That things will get better
To be this afraid of missing it.


To watch Catalina Ferro perform “Anxiety Group,” please click here.


My blog: alisonmcghee.com/blog

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Poem of the Week, by Lianne Spidel

The workshops I teach, at my non-traditional, designed-for-working-adults university, are filled with all kinds of characters, with characters meaning people: tattoo artists, auto mechanics, journalists, pearl-wearing grandmothers, cops, military vets, hairdressers, graphic designers and you name it, you get the picture. Within the first class, friendships and alliances are formed. I can’t even call them unlikely alliances, because they aren’t. People are people, first and always. “A gentle affinity.”
Summer School
           – Liann Spidel
Because I needed to know for a poem,
I asked the science teacher sitting
next to me (the one they teased
about his massive chest) to explain
to me the composition of a cloud.
He had already told me he was there
only for the credit, a step up
on the salary scale. His wife
wanted a bigger house, the kids
were growing, he was overwhelmed

with bills and coaching.
I said, “When you’re my age
it will empty out.
There’s too much, then all
at once there’s almost nothing.”

When he answered me about the cloud,
his voice went soft:
“Moisture on dust,” and when
I asked him “in” or “on,”
he said it didn’t matter

either way. We never shared
a coffee and spoke only
of casual things, a still viable
jock and a graying grandmother
pretending to concentrate on the course

content, side by side through indolent
hours, easy in the peaceful co
existence a couple of prepositions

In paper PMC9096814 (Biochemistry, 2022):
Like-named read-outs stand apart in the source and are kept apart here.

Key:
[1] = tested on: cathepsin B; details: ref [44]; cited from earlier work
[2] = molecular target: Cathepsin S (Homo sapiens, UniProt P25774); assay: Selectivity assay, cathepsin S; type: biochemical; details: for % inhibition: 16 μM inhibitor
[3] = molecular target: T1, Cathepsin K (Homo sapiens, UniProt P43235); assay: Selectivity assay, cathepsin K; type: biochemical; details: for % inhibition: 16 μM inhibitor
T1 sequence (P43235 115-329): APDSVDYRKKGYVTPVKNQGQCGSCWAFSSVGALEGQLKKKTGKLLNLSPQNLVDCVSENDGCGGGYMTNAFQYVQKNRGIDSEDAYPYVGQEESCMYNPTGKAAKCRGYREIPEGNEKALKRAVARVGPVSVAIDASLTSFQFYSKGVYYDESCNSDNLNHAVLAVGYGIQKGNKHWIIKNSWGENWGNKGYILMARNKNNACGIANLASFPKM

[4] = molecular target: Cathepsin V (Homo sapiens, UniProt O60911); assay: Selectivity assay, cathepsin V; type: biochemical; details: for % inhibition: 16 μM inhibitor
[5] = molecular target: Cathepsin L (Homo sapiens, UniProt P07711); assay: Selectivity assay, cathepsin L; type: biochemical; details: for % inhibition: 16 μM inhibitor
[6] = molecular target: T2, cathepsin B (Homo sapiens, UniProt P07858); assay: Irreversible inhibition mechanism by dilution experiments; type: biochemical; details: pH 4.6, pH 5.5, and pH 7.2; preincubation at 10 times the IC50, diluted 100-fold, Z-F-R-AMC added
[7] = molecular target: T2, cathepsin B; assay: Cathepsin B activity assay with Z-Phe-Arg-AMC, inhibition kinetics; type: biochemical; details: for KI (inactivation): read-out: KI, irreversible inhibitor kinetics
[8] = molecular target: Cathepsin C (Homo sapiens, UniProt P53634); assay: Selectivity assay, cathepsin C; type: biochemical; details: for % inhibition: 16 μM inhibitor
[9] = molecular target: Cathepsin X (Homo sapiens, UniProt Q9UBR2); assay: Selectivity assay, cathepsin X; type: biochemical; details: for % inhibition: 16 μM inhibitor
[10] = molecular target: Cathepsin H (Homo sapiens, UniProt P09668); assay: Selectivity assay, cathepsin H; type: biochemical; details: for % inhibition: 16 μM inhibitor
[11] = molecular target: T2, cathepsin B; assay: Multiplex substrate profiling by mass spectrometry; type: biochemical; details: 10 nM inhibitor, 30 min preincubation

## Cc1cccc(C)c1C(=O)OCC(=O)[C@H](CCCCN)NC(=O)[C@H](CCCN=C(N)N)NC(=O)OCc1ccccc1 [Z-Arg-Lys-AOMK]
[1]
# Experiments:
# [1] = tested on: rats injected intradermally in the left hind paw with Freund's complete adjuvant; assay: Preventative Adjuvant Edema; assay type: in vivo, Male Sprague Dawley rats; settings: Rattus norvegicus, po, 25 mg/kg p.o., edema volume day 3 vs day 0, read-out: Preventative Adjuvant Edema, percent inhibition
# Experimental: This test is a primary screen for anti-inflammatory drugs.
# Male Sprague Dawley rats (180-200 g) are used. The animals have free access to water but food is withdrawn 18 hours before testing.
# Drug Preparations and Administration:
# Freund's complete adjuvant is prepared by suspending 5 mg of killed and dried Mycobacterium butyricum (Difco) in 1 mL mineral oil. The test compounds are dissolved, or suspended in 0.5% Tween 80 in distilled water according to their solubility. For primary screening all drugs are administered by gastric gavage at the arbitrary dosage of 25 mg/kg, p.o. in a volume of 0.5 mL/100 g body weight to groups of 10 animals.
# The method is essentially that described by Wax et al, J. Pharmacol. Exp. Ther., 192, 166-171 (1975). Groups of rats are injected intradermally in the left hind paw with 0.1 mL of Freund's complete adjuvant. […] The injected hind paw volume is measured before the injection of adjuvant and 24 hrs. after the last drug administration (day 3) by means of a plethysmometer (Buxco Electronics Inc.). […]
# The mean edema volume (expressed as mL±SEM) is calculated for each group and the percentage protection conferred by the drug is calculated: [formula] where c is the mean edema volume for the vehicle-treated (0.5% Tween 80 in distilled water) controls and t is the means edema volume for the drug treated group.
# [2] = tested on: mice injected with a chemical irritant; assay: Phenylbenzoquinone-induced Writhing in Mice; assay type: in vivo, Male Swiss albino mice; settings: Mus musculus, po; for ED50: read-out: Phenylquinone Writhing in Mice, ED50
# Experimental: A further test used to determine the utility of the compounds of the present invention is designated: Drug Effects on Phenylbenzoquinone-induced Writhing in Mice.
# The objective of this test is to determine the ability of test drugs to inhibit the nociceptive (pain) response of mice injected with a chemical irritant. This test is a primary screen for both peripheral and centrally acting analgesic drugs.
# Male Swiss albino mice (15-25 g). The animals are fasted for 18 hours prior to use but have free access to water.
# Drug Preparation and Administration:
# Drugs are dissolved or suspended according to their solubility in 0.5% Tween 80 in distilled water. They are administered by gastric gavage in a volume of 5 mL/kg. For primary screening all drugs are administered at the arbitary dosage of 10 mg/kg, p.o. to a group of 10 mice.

had provided–a gentle affinity,
pleasure like moisture on dust.

​For more information on Lianne Spidel, please click here: http://www.poetryfoundation.org/bio/lianne-spidel​


My blog: alisonmcghee.com/blog

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Poem of the Week, by Bob Hicok

I’ve been stuck on long poems the past few weeks, poems that tell stories from beginning to end. This one makes me wince and laugh and wince and laugh. Why does it take so long for parents and children to see each other as people, unstuck from the If only you’d done this or that. I have taught for a long time now at an under-the-radar state university created for working adults. Many of my students, when asked to write about a workplace they know intimately, scratch out intense, short, powerful pieces set in restaurants or loading docks or auto body shops or telephone call centers or daycares. I can’t imagine my dad ever, by choice, sitting down to read or write a poem, but he could tell you anything you want to know about any Yankees player from the last sixty years. Or how to get a chainsaw unstuck from a tree trunk. Or that a splash of Clorox will do as a disinfectant for a cut in a pinch. He could also tell you what it’s like to watch one of his children in pain, and not know how to help, or what to say. He might not put that feeling in words like “we’d turned into a door full of sun,” but I am picturing him right now, easing himself into the car, ready to drive us both up to the diner, and reaching over to turn on the passenger seat warmer because he knows I’m always cold.
O my pa-pa
– Bob Hicok
Our fathers have formed a poetry workshop.